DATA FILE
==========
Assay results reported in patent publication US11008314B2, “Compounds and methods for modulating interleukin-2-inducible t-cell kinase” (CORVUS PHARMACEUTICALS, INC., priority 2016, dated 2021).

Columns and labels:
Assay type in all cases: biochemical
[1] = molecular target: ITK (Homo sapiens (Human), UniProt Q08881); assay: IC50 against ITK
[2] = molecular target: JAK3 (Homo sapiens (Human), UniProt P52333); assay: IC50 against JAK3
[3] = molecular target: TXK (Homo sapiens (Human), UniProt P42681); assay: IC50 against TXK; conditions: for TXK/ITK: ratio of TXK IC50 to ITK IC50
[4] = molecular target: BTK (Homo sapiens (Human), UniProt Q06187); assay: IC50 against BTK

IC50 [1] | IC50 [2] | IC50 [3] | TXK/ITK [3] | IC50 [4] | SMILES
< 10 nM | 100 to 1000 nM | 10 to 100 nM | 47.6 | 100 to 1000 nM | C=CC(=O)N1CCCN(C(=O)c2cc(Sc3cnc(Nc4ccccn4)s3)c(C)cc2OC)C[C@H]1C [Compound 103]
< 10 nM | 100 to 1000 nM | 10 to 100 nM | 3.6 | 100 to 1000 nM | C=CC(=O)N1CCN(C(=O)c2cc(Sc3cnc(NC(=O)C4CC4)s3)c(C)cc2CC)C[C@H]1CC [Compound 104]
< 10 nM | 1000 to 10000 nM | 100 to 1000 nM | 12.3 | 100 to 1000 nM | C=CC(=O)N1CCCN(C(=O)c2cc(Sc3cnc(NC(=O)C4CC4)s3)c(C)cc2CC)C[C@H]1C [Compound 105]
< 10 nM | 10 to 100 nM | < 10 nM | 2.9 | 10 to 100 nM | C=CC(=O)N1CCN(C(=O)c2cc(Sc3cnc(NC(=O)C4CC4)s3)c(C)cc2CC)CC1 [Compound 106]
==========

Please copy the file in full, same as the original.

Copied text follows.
Assay results reported in patent publication US11008314B2, “Compounds and methods for modulating interleukin-2-inducible t-cell kinase” (CORVUS PHARMACEUTICALS, INC., priority 2016, dated 2021).

Columns and labels:
Assay type in all cases: biochemical
[1] = molecular target: ITK (Homo sapiens (Human), UniProt Q08881); assay: IC50 against ITK
[2] = molecular target: JAK3 (Homo sapiens (Human), UniProt P52333); assay: IC50 against JAK3
[3] = molecular target: TXK (Homo sapiens (Human), UniProt P42681); assay: IC50 against TXK; conditions: for TXK/ITK: ratio of TXK IC50 to ITK IC50
[4] = molecular target: BTK (Homo sapiens (Human), UniProt Q06187); assay: IC50 against BTK

IC50 [1] | IC50 [2] | IC50 [3] | TXK/ITK [3] | IC50 [4] | SMILES
< 10 nM | 100 to 1000 nM | 10 to 100 nM | 47.6 | 100 to 1000 nM | C=CC(=O)N1CCCN(C(=O)c2cc(Sc3cnc(Nc4ccccn4)s3)c(C)cc2OC)C[C@H]1C [Compound 103]
< 10 nM | 100 to 1000 nM | 10 to 100 nM | 3.6 | 100 to 1000 nM | C=CC(=O)N1CCN(C(=O)c2cc(Sc3cnc(NC(=O)C4CC4)s3)c(C)cc2CC)C[C@H]1CC [Compound 104]
< 10 nM | 1000 to 10000 nM | 100 to 1000 nM | 12.3 | 100 to 1000 nM | C=CC(=O)N1CCCN(C(=O)c2cc(Sc3cnc(NC(=O)C4CC4)s3)c(C)cc2CC)C[C@H]1C [Compound 105]
< 10 nM | 10 to 100 nM | < 10 nM | 2.9 | 10 to 100 nM | C=CC(=O)N1CCN(C(=O)c2cc(Sc3cnc(NC(=O)C4CC4)s3)c(C)cc2CC)CC1 [Compound 106]